Big Money Pours In For B-Ball’s Big Dance

CBS and the three Turner networks — TNT, TBS and TruTV — have sold 95% of the ad inventory in the 67 NCAA Men’s Basketball Championship tournament games at a cost-per-thousand 5% to 6% higher than last year. Advertisers love the tournament and the nets love to offer it. While neither CBS nor Turner executives will comment on how much total advertising the three weeks of televised games brings in, it will likely top $1 billion.

The phenomenon known as March Madness got underway yesterday evening with rightsholders CBS and Turner once again taking in record ad revenue for the three-week event that some media buyers are now saying has surpassed the Super Bowl as the place to be in TV.

CBS and the three Turner networks — TNT, TBS and TruTV — have sold 95% of the ad inventory in the 67 NCAA Men’s Basketball Championship tournament games at a cost-per-thousand 5% to 6% higher than last year, according to the buyers.

“The tournament has become the most important sporting event on TV, even more so than the Super Bowl, because a mass audience watches and lives it for three weeks,” says one buyer. “It’s a must buy for many advertisers who want to reach a younger, more upscale and harder to reach male audience. It pretty much sells itself.”

While neither CBS nor Turner would comment on specific pricing, buyers say weekday and weekend 30-seconds spots in week one are going for between $60,000 and $75,000, while primetime units are approaching $200,000.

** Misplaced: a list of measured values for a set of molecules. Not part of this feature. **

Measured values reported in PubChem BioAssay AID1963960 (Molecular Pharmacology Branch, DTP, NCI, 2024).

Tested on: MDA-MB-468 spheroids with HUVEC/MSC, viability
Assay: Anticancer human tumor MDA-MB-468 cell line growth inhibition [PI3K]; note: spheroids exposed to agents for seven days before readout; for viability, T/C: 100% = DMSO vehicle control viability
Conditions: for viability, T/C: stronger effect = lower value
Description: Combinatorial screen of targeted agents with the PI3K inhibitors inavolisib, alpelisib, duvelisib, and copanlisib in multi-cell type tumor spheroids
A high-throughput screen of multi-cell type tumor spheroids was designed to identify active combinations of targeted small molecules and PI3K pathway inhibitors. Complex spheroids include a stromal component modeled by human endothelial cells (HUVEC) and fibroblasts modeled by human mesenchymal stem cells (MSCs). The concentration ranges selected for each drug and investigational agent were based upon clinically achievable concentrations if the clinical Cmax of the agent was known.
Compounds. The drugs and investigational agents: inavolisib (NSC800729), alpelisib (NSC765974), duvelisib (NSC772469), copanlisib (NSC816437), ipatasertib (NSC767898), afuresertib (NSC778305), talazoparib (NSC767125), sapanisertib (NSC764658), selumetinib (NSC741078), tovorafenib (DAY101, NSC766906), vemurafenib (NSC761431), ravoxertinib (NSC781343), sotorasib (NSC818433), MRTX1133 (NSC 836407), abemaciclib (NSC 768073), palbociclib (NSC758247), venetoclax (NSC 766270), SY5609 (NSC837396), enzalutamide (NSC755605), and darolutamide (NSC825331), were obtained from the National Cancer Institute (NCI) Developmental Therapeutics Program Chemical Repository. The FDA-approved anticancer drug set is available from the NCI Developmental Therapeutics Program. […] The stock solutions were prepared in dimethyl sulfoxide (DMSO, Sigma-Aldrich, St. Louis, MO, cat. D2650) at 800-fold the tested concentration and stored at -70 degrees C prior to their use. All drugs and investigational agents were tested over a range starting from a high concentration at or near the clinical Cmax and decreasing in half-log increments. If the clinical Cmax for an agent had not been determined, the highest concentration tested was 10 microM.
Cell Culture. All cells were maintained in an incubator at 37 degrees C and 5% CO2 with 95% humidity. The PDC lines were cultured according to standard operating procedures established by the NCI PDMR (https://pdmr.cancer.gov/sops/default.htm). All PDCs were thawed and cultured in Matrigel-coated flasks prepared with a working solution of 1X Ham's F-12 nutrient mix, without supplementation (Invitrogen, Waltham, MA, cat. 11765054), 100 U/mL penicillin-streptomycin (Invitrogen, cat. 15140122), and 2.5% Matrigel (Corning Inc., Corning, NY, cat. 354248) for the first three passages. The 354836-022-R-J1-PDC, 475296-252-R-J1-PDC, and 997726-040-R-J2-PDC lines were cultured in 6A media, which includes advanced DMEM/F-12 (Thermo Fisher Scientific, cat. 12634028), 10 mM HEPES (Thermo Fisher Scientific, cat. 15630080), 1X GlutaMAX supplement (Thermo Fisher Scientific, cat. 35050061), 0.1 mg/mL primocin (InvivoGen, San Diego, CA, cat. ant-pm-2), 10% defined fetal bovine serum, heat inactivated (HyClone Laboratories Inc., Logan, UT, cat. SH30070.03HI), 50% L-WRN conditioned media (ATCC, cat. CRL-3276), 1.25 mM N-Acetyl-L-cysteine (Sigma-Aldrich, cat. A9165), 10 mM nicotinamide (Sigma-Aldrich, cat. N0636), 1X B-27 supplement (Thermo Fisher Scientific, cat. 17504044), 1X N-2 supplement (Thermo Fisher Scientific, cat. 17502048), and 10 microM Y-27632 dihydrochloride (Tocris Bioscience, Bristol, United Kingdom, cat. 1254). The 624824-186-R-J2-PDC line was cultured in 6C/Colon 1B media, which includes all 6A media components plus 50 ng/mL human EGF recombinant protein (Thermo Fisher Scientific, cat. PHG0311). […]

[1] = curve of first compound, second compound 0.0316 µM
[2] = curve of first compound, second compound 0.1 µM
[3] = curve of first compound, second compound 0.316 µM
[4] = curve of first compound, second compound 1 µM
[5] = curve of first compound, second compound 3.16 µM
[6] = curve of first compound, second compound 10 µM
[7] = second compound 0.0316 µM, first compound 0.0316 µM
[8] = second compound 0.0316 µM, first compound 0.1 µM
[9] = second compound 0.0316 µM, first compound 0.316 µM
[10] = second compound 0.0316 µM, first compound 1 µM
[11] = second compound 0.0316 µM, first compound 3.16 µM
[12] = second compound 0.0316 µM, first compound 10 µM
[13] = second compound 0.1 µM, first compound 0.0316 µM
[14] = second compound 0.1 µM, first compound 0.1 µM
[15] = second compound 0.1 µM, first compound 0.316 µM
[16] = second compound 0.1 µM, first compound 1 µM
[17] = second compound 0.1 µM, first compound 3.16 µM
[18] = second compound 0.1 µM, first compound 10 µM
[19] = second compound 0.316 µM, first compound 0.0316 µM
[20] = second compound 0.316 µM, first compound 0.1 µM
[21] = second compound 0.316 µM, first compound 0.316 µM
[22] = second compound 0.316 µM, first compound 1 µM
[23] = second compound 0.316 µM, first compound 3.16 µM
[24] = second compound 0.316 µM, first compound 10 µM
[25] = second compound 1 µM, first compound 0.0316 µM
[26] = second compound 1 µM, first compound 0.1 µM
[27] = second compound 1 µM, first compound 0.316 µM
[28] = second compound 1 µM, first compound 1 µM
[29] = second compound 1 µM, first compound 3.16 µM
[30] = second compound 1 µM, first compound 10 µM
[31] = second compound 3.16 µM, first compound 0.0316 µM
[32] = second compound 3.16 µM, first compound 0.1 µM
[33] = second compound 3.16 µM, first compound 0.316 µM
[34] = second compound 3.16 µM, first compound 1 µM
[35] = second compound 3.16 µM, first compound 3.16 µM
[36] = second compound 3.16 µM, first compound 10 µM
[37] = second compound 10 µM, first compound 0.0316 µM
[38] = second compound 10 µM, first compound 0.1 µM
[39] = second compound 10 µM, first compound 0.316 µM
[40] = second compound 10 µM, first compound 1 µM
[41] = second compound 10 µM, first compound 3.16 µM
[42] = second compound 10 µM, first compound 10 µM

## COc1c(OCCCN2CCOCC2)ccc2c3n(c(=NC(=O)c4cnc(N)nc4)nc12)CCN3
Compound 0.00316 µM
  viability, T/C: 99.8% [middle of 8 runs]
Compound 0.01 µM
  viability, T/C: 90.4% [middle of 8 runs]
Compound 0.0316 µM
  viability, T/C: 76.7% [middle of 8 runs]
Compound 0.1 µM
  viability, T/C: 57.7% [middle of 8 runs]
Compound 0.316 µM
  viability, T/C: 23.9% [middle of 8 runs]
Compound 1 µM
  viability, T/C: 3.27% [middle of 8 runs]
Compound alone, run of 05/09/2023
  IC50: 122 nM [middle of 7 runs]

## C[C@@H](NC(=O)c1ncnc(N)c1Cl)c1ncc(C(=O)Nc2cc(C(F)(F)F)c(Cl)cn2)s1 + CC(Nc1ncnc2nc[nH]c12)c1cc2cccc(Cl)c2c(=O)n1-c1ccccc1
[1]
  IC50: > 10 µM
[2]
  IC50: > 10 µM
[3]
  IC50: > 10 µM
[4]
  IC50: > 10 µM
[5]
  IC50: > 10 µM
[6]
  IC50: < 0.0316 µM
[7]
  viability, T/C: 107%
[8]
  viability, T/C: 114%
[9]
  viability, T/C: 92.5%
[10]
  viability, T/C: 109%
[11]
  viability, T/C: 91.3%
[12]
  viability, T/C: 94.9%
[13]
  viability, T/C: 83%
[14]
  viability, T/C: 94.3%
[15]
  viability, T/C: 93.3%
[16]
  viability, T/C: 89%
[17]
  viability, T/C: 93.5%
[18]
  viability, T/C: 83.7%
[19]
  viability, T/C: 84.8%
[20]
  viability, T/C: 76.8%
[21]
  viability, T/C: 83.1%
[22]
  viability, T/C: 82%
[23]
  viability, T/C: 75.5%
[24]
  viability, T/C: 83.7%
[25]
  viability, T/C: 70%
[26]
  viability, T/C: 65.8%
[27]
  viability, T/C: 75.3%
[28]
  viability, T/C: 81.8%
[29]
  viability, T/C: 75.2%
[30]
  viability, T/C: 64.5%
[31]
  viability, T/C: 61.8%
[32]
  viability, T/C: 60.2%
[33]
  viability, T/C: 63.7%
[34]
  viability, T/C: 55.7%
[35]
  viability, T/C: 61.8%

The prices then rise as the tournament progresses, peaking with Final Four.

Spots in the early game of the two semi-final telecasts on Saturday, April 6, cost about $600,000, while units in the late game are selling for $900,000, according to ad buyers.


Units in the primetime championship game on Monday, April 8, are selling for about $1.5 million. However, pricing varies depending on the total amount advertisers are spending on the tournament.

John Bogusz, CBS VP of sports advertising and marketing says the first semi-final game on April 6 is sold out, while the late game and the championship game each have some time left.

Advertisers who want to buy units in the semi-final and championship game cannot buy those alone, but have to buy them as part of larger packages, he says.

While neither CBS nor Turner executives will comment on how much total advertising the three weeks of televised games brings in, it will likely exceed $1 billion.

Last year, according to, the tournament took in $1 billion in advertising over the three-week period, up 5.4% from the $948 million it generated in 2017.

Kantar Media estimated that it pulled in $1.32 billion, up from $1.28 billion in 2017.

Under a deal signed with the NCAA in 2010, the networks are paying about $730 million annually for the TV and digital rights through 2024. But an eight-year extension beyond that, through 2032, will cost them $1.1 billion annually.

Despite the rising CPMs, advertisers and their agencies love the tournament.

“It is always very well sold and there are no issues buying it or selling it,” says one media buyer with some major clients in the tournament telecasts. “It’s an easy buy with none of the back-and-forth hostile negotiations that sometimes happens between agencies and networks.

“It’s the type of property that many advertisers sign multi-year deals for. It has consistent ratings, rarely underdelivers, and has lots of digital streaming on top of the TV telecasts, and both draw a younger audience and lots of hard to reach young men. As sports events or any type of events, this is a great one to be in.”

Another agency buyer for a major tournament sponsor says the audience is also more upscale than most sports events on TV and there are multiple ways for advertisers to get on screen during the telecasts with sponsorships and on-air mentions.

Another positive is that the games air over three weeks during the day, in primetime, on weekdays and on weekends. As a result, the potential exposure for advertisers is vast.